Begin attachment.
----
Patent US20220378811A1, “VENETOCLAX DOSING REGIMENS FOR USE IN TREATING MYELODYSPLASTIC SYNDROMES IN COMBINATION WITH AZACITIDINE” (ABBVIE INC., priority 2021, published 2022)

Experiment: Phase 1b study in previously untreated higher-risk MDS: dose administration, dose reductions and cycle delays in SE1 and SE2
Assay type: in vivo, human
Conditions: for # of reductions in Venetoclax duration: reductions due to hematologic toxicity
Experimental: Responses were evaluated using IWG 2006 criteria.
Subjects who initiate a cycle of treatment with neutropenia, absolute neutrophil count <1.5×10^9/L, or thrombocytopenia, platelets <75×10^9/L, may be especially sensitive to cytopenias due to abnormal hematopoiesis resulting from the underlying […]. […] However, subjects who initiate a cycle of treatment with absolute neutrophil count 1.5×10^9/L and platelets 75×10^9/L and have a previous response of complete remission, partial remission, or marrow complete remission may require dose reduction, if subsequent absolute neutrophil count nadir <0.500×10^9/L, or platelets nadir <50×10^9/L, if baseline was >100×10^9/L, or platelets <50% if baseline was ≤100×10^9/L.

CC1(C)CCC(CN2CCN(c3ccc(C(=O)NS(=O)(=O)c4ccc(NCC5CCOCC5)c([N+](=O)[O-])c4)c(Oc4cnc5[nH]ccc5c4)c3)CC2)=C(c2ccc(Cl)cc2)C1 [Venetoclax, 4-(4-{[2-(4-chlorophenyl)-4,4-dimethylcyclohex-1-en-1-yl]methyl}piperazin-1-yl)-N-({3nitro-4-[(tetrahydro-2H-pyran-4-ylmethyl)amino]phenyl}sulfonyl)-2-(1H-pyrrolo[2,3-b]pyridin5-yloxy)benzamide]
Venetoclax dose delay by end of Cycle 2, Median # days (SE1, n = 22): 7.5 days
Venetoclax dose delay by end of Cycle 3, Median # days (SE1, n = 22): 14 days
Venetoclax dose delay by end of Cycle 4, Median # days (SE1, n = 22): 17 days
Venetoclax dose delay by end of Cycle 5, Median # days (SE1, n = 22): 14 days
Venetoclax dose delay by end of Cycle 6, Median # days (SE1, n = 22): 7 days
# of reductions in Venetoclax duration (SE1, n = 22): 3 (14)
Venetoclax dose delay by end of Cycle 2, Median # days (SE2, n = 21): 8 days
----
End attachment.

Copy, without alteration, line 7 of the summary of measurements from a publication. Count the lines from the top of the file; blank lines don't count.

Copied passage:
CC1(C)CCC(CN2CCN(c3ccc(C(=O)NS(=O)(=O)c4ccc(NCC5CCOCC5)c([N+](=O)[O-])c4)c(Oc4cnc5[nH]ccc5c4)c3)CC2)=C(c2ccc(Cl)cc2)C1 [Venetoclax, 4-(4-{[2-(4-chlorophenyl)-4,4-dimethylcyclohex-1-en-1-yl]methyl}piperazin-1-yl)-N-({3nitro-4-[(tetrahydro-2H-pyran-4-ylmethyl)amino]phenyl}sulfonyl)-2-(1H-pyrrolo[2,3-b]pyridin5-yloxy)benzamide]